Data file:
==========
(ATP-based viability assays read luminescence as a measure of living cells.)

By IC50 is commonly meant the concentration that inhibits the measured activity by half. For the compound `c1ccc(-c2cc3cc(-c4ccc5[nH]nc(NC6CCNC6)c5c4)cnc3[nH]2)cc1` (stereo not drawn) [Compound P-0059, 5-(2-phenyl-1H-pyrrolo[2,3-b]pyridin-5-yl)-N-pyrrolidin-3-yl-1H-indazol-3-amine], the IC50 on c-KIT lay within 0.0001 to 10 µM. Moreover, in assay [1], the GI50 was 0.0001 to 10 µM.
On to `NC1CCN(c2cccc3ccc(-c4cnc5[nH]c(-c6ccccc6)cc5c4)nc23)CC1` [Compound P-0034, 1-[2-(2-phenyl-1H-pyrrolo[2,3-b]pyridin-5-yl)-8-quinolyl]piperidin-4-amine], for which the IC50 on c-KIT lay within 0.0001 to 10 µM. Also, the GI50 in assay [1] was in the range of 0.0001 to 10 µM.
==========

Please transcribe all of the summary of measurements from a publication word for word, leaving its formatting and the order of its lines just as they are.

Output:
(ATP-based viability assays read luminescence as a measure of living cells.)

By IC50 is commonly meant the concentration that inhibits the measured activity by half. For the compound `c1ccc(-c2cc3cc(-c4ccc5[nH]nc(NC6CCNC6)c5c4)cnc3[nH]2)cc1` (stereo not drawn) [Compound P-0059, 5-(2-phenyl-1H-pyrrolo[2,3-b]pyridin-5-yl)-N-pyrrolidin-3-yl-1H-indazol-3-amine], the IC50 on c-KIT lay within 0.0001 to 10 µM. Moreover, in assay [1], the GI50 was 0.0001 to 10 µM.
On to `NC1CCN(c2cccc3ccc(-c4cnc5[nH]c(-c6ccccc6)cc5c4)nc23)CC1` [Compound P-0034, 1-[2-(2-phenyl-1H-pyrrolo[2,3-b]pyridin-5-yl)-8-quinolyl]piperidin-4-amine], for which the IC50 on c-KIT lay within 0.0001 to 10 µM. Also, the GI50 in assay [1] was in the range of 0.0001 to 10 µM.